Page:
MICHELLE KNIGHT, VICTIM: Days never got shorter. Days turned into nights. Nights turned into days. The years turned into eternity.

TODD: Knight has told police she was pregnant at least five times but was starved and punched until she eventually miscarried. DNA tests have confirmed Castro is the father of Amanda Berry young daughter. When we were in Cleveland at the time of the women's rescue, a source familiar with the investigation told CNN that when Berry went into labor, Castro ordered Michelle Knight to deliver the child.

The baby was delivered in a plastic tub or pool to contain the mess.

(on camera): And the source says once the child was born there were moments of horror and panic. The child stopped breathing, according to the source. Everyone screamed, and Ariel Castro allegedly threatened to kill Michelle Knight if the baby didn't survive. (voice-over): According to a police report, Michelle Knight said she breathed into the child's mouth to keep her alive. The evidence that the women were bound, that chains and ropes were in the home is consistent with the accounts of Fernando Colon. He was engaged to Grimilda Figueroa, Ariel Castro's ex-wife, until her death last year. Colon told me Castro would beat Figueroa mercilessly, sometimes with barbells, and.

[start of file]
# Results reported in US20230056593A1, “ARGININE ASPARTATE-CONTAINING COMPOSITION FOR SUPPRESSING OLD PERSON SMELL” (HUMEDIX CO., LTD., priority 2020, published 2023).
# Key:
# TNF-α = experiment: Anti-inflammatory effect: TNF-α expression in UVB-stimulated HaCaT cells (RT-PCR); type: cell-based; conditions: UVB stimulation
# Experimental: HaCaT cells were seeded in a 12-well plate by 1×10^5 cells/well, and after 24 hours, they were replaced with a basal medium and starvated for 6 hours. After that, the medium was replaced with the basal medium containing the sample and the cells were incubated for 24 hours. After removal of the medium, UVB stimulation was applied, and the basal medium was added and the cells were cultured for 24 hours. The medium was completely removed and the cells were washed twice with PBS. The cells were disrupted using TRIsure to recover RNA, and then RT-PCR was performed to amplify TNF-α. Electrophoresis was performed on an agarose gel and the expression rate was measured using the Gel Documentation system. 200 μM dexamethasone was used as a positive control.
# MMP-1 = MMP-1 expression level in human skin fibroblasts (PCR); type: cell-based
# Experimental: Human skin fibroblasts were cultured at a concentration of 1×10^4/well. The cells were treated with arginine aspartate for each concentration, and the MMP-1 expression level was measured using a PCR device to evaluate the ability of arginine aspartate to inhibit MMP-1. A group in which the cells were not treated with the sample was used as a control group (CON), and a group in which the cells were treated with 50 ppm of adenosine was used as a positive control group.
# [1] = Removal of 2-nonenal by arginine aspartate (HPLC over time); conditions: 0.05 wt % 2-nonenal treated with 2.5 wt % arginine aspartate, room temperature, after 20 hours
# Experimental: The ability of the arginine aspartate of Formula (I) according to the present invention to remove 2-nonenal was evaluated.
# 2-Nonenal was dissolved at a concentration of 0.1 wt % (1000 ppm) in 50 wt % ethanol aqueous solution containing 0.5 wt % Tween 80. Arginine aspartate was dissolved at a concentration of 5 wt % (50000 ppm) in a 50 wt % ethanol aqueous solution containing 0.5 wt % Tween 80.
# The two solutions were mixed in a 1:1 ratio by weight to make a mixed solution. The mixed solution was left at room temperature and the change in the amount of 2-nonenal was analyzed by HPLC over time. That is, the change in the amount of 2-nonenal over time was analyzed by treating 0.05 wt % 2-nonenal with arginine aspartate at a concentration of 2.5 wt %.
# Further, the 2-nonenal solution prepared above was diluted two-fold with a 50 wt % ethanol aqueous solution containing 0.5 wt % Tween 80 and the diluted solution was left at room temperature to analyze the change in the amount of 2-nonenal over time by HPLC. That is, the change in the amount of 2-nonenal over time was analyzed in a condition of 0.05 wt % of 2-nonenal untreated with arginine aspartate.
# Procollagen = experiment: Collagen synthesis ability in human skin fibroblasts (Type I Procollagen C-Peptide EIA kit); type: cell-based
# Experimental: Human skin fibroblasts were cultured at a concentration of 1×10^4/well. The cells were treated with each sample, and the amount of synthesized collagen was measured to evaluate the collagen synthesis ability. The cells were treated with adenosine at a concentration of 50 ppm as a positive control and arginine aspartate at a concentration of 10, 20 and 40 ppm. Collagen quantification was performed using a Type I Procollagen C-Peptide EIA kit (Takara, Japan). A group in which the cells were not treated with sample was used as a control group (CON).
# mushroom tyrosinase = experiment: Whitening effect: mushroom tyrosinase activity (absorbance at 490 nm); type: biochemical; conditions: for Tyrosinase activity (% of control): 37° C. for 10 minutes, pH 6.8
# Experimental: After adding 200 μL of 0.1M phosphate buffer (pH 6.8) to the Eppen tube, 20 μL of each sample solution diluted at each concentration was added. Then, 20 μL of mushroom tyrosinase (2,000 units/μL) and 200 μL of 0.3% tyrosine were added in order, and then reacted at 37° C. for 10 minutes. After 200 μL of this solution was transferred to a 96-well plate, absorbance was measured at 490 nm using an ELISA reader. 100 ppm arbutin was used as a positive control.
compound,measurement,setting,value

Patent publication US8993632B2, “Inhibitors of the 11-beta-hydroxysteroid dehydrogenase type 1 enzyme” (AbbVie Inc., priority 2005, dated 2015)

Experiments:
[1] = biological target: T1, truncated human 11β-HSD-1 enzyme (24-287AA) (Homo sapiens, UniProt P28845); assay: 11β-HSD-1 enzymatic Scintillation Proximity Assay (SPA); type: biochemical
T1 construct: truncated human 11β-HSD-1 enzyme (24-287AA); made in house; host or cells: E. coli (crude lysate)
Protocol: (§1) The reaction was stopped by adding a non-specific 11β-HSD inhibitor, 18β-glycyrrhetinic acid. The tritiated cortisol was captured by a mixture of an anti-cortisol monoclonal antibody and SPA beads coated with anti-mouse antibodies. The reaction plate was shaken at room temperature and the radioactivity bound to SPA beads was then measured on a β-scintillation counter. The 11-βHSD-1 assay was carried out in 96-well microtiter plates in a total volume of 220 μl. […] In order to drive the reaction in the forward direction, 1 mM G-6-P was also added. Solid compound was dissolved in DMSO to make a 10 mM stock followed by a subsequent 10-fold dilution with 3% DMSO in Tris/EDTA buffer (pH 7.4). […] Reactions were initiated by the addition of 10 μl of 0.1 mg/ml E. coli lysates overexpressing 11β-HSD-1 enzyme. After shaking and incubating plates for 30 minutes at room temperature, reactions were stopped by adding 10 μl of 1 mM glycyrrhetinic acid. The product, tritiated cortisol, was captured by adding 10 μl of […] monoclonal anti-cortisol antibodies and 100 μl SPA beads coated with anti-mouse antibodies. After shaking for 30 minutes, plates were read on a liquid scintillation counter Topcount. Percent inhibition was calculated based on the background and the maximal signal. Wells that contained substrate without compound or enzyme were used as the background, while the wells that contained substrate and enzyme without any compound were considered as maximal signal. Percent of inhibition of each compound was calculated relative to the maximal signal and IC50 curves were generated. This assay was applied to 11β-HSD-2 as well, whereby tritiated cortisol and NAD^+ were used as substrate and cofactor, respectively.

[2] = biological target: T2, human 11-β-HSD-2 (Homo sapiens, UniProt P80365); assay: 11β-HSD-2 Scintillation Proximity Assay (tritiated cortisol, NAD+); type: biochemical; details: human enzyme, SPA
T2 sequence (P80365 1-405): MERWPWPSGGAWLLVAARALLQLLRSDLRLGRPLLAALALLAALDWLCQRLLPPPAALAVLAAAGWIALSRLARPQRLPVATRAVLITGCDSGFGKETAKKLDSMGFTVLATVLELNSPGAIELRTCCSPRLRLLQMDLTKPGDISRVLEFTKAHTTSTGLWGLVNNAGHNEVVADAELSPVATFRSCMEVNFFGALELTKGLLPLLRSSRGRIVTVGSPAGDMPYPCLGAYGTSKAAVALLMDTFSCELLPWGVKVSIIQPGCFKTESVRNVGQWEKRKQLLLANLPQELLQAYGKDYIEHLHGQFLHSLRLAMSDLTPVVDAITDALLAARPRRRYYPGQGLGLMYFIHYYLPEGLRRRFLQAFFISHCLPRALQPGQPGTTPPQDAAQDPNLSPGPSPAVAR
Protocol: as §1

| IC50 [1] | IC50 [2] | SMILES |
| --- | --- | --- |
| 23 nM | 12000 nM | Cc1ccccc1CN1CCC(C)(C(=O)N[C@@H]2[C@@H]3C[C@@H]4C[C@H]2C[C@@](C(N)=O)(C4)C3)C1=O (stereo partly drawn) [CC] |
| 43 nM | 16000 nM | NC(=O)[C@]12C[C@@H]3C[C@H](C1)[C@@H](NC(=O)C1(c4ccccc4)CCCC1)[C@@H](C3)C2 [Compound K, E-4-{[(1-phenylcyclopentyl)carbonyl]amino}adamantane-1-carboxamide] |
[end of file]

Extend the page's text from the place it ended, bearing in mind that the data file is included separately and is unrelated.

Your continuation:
FERNANDO COLON, FORMER FIANCE OF CASTRO'S EX-WIFE: She told me she was locked in that house, he had tinted the windows, she -- had padlocked the doors. The only times that she was able to come out was for her appointments. That was it.

(END VIDEOTAPE)

TODD: In court today, Ariel Castro denied beating his ex-wife, saying she would escalate arguments and get physical with him, that he only reacted by putting hands on her. We do have to say, Fernando Colon could have motivation for accusing Ariel Castro. Colon was convicted of molesting two of Castro's children several years ago. He has long said that he is innocent.